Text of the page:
that he could not say it, so he
called it the show.
"So I did," said Un-cle Fred,
"and if May would like it, we will
go there to-day."

They were much pleased with
all they saw at the men-ag-e-rie.
The monk-eys were full of play,
and their fun-ny tricks made all
the peo-ple laugh, and Wil-lie said
he could stay and look at them all
When they came to the el-e-
phant, he reached out his trunk,
and May gave him an ap-ple.
The bears were all try-ing to get
out of their big ca-ges, and the ti-
gers, and pan-thers, and wolves, all-
kept walk-ing back and forth, as
though they would like to get out,
too. The li-ons were fast a-sleep.
Wil-lie watched them a long time,
in hopes they would wake up, but
they did not.

Pretty Poll,
Pretty Poll,
Sits in the sun all day;
And all (lay long,
She sings this song,
"Tis all she has to say.
Pretty Poll,
Pretty Poll,
She thinks she's very gay.
She is so vain
She says it again,
'Tis all she has to say.
Pretty Poll,
Pretty Poll,
Say something else, I pray;
She's not to blame,
For repeating her name,
'Tis all she has to say.



Wj hen Un-cle
John came home
from se a, he
brought us a large
par-rot. He had been a long time
on the ship, and the sail-ors had
taught him to talk. He would rot

on-ly talk ver-y well, but he would
try to re-peat all the nois-es he
heard. When he heard a dog
bark, he would try to bark, too.
He would mock the cows, and the
chick-ens, and ev-er-y thing he
We had a gray cat that we call-
ed Tab. When Tab would say
"Mew, mew," the par-rot would say
"Mew, mew," too. At first Tab
did not know who it was that was
mock-ing her, for she had nev-er
heard a bird make such a noise
But Tab soon found out that it
was the par-rot who said "Mew,
mew," when-ev-er she did. She
did not like it at all, and when the

peo-ple saw that she did not like it,
they laughed at her, and that made
it hard-er for poor Tab to bear.
"When the par-rot heard the folks
laugh, he would say Ha! ha! ha!"
as though he were laugh-ing, too,
and Tab would run a-way and hide
for shame.
One day, Tab was ver-v hun-
gry, and she went a-bout the house
and cried "Mew, Vmew," and the
par-rot mocked her as he al-ways
did. This made Tab ver-y an-gry,
and she flew at him, and they had
a cru-el fight.
Aunt Lu-cy came in and made
them stop fight-ing, or I fear Tab
would have killed the hate-ful


Jen-nv's cous-in Dick was go-ing
to the brook to catch some trout,
and he told Jen-ny she might go,
too. He gave her a nice rod and
line, and she went off with him,
full of glee. They caught some
fine trout un-der the trees, and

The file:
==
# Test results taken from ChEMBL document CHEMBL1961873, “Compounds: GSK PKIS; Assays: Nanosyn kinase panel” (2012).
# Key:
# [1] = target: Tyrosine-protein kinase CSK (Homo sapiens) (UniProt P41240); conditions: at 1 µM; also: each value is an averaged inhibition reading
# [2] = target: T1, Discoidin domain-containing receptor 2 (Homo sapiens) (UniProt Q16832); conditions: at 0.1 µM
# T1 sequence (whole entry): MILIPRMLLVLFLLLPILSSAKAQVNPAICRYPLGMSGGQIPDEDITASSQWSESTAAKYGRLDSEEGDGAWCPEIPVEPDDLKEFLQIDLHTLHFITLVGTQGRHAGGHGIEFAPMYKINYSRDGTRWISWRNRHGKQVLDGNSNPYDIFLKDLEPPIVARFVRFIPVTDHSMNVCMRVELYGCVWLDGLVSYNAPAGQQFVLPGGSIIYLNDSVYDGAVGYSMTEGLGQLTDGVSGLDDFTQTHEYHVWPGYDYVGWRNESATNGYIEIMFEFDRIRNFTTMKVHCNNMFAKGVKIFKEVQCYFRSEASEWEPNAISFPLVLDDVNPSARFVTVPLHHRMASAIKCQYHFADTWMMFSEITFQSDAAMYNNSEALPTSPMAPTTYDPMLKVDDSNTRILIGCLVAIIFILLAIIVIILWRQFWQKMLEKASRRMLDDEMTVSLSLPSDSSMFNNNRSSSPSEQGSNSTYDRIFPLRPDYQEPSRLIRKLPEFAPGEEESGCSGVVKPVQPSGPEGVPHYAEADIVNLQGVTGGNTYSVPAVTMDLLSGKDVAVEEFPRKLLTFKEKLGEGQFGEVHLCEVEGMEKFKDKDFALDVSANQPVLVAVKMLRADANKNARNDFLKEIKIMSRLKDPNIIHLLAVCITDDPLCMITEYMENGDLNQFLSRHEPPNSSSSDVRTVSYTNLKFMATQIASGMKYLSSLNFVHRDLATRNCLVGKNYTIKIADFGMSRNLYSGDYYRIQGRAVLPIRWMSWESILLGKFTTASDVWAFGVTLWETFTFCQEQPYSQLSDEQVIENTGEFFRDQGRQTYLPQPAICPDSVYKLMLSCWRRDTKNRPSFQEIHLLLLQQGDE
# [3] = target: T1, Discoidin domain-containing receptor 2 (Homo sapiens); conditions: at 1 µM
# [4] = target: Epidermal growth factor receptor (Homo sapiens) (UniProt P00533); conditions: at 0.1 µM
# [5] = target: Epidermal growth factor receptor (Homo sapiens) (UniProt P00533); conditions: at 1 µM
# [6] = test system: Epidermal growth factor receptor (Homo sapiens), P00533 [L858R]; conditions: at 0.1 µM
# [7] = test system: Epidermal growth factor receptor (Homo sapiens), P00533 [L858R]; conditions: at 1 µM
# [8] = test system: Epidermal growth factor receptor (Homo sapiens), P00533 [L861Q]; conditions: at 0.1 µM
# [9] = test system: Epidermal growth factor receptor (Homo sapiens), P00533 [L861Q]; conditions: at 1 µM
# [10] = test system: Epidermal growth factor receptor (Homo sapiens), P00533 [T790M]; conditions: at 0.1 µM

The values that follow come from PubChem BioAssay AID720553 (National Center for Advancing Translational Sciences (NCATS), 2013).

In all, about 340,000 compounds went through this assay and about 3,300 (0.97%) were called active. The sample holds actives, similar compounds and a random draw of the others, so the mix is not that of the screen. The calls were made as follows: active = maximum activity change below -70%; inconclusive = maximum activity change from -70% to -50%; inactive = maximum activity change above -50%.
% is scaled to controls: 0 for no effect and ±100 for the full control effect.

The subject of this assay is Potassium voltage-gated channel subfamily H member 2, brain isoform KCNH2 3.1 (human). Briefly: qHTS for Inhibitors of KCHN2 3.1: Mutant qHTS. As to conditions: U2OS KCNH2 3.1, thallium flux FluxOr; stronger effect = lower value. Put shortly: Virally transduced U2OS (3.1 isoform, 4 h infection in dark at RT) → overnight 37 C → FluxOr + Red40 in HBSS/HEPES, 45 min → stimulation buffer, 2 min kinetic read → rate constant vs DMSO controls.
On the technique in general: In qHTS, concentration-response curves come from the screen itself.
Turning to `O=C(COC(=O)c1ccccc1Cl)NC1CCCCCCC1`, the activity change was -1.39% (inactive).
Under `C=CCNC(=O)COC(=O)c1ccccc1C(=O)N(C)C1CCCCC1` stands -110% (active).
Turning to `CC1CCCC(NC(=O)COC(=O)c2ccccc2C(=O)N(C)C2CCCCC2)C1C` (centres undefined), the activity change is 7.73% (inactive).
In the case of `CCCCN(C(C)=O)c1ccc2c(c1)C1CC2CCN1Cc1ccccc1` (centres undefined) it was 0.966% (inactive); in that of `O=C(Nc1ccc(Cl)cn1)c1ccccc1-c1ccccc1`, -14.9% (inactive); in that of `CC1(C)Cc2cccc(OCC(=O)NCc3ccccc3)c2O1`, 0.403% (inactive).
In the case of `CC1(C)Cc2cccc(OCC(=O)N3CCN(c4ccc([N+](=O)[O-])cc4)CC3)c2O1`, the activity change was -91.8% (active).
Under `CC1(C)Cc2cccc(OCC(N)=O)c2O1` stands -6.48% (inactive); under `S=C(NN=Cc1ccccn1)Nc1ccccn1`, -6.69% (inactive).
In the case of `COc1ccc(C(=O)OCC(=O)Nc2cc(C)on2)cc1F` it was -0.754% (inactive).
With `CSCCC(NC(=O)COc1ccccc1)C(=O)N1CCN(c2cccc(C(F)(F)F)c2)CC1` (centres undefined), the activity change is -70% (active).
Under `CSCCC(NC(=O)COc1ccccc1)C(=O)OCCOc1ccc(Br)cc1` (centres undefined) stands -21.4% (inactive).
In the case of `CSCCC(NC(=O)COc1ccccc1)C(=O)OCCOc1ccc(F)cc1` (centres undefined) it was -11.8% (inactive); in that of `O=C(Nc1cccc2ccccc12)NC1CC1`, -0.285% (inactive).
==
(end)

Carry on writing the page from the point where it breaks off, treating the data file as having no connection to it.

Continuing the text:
then they stopped to rest and eat
their lunch, which they had
brought in a bas-ket.
Af-ter they had eat-en lunch,
Dick said he would go down the
stream, to look for a nice place to
fish. He told Jen-ny to stay
there and wait for him, and watch
his hat and the oth-er things.
Jen-ny got tired of wait-ing, and

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she put her hat and par-a-sol with
Dick's things, and ran off to play.
When he came back, he found
a cow with Jen-ny's hat in her
mouth, and an-oth-er cow had
tram-pled on the bas-ket, un-til it
was spoiled.
He called Jen-ny, and said to
"Now, see, Miss, what you have
lost by not do-ing as I told you to
do. The cow has eat-en your nice
new hat."
"The hate-ful thing!" said Jen-
"The cow was not to blame,"
said Dick. "The hat was made
of straw, and cows think they can
eat straw when-ev-er they find it."


Car-rie was not a bad girl, but
she had a ver-y bad hab-it of cry-
ing when there was no good cause
for it. If the sun was hot, or if
she got caught in a lit-tle show-er,
she would cry. If she fell down
in play, wheth-er it hurt her or
not, she would cry so loud that all
the neigh-bors could hear her.
She cried for all the toys of the
oth-cr litt-le girls, and she would
e-ven cry if she was found when
they were play-ing hide and seek.
This fool-ish hab-it made her
ver-y un-hap-py, for her play-mates
called her Cry-ing Car-rie, and
would not play with her a-ny more.


See little Mary,
With her canary,
Giving him sugar sweet;
IIe shakes his wings,
And softly sings
At getting such a treat.

Every morn
At early dawn
He wakes her with a song;
She gives him seeds,
And all he needs,
And he sings all day long.

Day after day,
He's always gay,
He does not mope nor pout:

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Like a girl I know,
Who often does so,
When she cannot go out.

From morning till night,
lie's cheerful and bright,
And this we see quite clearly:
Though only a bird,
And he can't speak a word,
He loves his mistress dearly.

Do you know why,
The bird so shy,
His mistress will never forget?
Because he knows,
Wherever she goes,
She never forgets her pet.
And when he minds,
He never finds
That she will scold or fret.


When Wil-ly first went to the
coun-try, to see his cous-in Jo, he
had nev-er seen a live tur-key, nor
a pea-cock, nor e-ven a cow.
One day, he was cross-ing a
field, not far from the house, and
he heard some-thing make an aw-
ful noise. He ran to the house
and told his aunt there was a big
li-on o-ver in the woods.
Jo came in, and when he had
heard what Wil-ly had said, he
laughed heart-i-ly.
"There are no li-ons here," said
he. I know what it was. It was
Mr. Cole's don-key. We will go
and see him some day."


"You said you would take me
to see the don-key," said \Wil-ly.
"So I will," said Jo; "if mam-
ma is will-ing, we will go to-day."
Jo's mam-ma said they might